WDA Consultants Inc. - Hydrodynamic Migration of Contaminants


... are Groundwater flow systems?

Groundwater flow is an effective agent for the transport of contamination in the subsurface. Groundwater flow systems can transport dissolved pollutants for short distances of 100 meters or less, or they can transport contaminations for distances exceeding several kilometers or 10s of kilometers.

Groundwater flows through pores in unconsolidated deposits (sand, silt, clay) and through joints and fractures in consolidated bedrock (shale, sandstone). The pores or fractures may be more or less connected and thereby will be more or less permeable for water.

Hubbert, 1940
M.K.Hubbert, 1940. The Theory of Groundwater Motion. J. Geol., 48(8) pp.785-944.

The topography of the groundwater surface is the determining boundary condition for groundwater flow. Groundwater flows always from highlands to lowlands, usually along curved flow lines such that water movement is downwards deeper into the groundwater body in highlands (recharge areas) and upwards towards the groundwater table under lowlands (discharge areas).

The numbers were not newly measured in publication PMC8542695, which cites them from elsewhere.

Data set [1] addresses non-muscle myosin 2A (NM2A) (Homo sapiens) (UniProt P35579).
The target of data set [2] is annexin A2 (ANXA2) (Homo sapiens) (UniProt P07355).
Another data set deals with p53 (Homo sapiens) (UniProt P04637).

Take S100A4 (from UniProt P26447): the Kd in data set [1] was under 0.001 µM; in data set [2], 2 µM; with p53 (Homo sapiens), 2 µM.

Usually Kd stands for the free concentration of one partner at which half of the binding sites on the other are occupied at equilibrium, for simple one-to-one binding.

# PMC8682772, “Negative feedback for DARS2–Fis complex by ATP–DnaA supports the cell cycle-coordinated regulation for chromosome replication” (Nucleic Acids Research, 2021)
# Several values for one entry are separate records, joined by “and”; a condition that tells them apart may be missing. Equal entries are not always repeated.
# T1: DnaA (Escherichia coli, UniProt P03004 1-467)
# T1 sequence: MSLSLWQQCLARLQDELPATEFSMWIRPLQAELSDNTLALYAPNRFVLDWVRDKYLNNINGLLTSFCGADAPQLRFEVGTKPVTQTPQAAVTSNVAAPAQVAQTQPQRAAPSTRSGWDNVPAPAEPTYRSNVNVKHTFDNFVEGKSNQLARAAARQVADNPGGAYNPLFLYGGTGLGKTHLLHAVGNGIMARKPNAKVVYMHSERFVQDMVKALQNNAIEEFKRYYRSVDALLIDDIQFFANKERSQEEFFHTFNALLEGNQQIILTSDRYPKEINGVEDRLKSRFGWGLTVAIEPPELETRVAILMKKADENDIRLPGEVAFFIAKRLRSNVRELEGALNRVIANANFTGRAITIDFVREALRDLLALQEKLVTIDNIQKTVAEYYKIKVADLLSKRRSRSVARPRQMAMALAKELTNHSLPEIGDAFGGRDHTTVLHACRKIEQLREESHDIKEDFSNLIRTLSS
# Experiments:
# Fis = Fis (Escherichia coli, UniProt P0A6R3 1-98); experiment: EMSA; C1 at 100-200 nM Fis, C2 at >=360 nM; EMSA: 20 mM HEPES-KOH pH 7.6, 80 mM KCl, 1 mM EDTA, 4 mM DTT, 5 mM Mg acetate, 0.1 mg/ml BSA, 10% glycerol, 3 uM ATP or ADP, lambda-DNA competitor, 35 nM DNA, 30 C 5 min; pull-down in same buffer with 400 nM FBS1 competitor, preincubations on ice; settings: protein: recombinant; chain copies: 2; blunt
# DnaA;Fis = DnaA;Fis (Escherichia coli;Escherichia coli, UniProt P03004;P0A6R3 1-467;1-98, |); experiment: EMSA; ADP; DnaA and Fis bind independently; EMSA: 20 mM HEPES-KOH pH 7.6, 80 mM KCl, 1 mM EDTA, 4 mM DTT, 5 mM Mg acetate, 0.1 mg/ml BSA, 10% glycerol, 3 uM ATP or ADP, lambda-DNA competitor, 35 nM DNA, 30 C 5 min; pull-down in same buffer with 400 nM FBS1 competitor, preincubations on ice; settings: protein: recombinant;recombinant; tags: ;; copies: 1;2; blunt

In general:
  • groundwater does not flow in the direction of the pressure gradient,
  • groundwater does not flow parallel to the groundwater table,
  • groundwater flows in significant amounts through low permeability layers, clay and mud stone (shale) layers,
  • groundwater flow does not necessarily follow the path of least resistance (a well-worn engineering statement), and
  • one piezometer (groundwater table) upstream and two piezometers (groundwater table) downstream do not necessarily catch a plume of contaminants.

The understanding of groundwater flow systems is a necessary condition for any field investigation of subsurface flow and migrating dissolved contaminants.